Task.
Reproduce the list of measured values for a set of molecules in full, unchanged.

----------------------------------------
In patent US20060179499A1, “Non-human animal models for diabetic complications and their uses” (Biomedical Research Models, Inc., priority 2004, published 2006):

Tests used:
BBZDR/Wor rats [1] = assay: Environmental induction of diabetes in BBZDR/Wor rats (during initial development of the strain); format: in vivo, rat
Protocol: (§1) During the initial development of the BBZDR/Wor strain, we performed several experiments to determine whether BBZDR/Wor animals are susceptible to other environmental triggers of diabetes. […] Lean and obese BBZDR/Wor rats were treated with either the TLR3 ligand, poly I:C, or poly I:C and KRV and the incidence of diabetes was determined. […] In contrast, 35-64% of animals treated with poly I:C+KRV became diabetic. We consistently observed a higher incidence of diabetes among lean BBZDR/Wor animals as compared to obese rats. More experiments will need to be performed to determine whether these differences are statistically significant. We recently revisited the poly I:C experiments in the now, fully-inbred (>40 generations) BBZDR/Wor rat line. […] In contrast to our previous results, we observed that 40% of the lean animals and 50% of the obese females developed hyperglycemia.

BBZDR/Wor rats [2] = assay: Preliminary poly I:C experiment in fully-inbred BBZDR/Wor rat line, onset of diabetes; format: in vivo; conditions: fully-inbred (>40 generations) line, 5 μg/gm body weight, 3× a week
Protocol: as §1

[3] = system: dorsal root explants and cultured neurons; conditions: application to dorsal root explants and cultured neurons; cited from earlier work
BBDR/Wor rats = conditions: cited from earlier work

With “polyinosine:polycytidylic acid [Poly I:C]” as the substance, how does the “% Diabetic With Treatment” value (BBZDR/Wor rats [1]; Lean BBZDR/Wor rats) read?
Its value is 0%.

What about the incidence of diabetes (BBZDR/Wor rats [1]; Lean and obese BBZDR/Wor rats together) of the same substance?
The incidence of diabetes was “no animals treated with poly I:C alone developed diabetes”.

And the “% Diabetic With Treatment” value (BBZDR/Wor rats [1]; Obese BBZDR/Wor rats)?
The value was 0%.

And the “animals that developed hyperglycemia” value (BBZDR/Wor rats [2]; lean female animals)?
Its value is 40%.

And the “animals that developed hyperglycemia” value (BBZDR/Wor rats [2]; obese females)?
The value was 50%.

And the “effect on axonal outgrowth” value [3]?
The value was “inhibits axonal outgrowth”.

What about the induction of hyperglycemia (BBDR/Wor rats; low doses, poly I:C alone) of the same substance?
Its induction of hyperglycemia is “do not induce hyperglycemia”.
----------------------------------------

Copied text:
In patent US20060179499A1, “Non-human animal models for diabetic complications and their uses” (Biomedical Research Models, Inc., priority 2004, published 2006):

Tests used:
BBZDR/Wor rats [1] = assay: Environmental induction of diabetes in BBZDR/Wor rats (during initial development of the strain); format: in vivo, rat
Protocol: (§1) During the initial development of the BBZDR/Wor strain, we performed several experiments to determine whether BBZDR/Wor animals are susceptible to other environmental triggers of diabetes. […] Lean and obese BBZDR/Wor rats were treated with either the TLR3 ligand, poly I:C, or poly I:C and KRV and the incidence of diabetes was determined. […] In contrast, 35-64% of animals treated with poly I:C+KRV became diabetic. We consistently observed a higher incidence of diabetes among lean BBZDR/Wor animals as compared to obese rats. More experiments will need to be performed to determine whether these differences are statistically significant. We recently revisited the poly I:C experiments in the now, fully-inbred (>40 generations) BBZDR/Wor rat line. […] In contrast to our previous results, we observed that 40% of the lean animals and 50% of the obese females developed hyperglycemia.

BBZDR/Wor rats [2] = assay: Preliminary poly I:C experiment in fully-inbred BBZDR/Wor rat line, onset of diabetes; format: in vivo; conditions: fully-inbred (>40 generations) line, 5 μg/gm body weight, 3× a week
Protocol: as §1

[3] = system: dorsal root explants and cultured neurons; conditions: application to dorsal root explants and cultured neurons; cited from earlier work
BBDR/Wor rats = conditions: cited from earlier work

With “polyinosine:polycytidylic acid [Poly I:C]” as the substance, how does the “% Diabetic With Treatment” value (BBZDR/Wor rats [1]; Lean BBZDR/Wor rats) read?
Its value is 0%.

What about the incidence of diabetes (BBZDR/Wor rats [1]; Lean and obese BBZDR/Wor rats together) of the same substance?
The incidence of diabetes was “no animals treated with poly I:C alone developed diabetes”.

And the “% Diabetic With Treatment” value (BBZDR/Wor rats [1]; Obese BBZDR/Wor rats)?
The value was 0%.

And the “animals that developed hyperglycemia” value (BBZDR/Wor rats [2]; lean female animals)?
Its value is 40%.

And the “animals that developed hyperglycemia” value (BBZDR/Wor rats [2]; obese females)?
The value was 50%.

And the “effect on axonal outgrowth” value [3]?
The value was “inhibits axonal outgrowth”.

What about the induction of hyperglycemia (BBDR/Wor rats; low doses, poly I:C alone) of the same substance?
Its induction of hyperglycemia is “do not induce hyperglycemia”.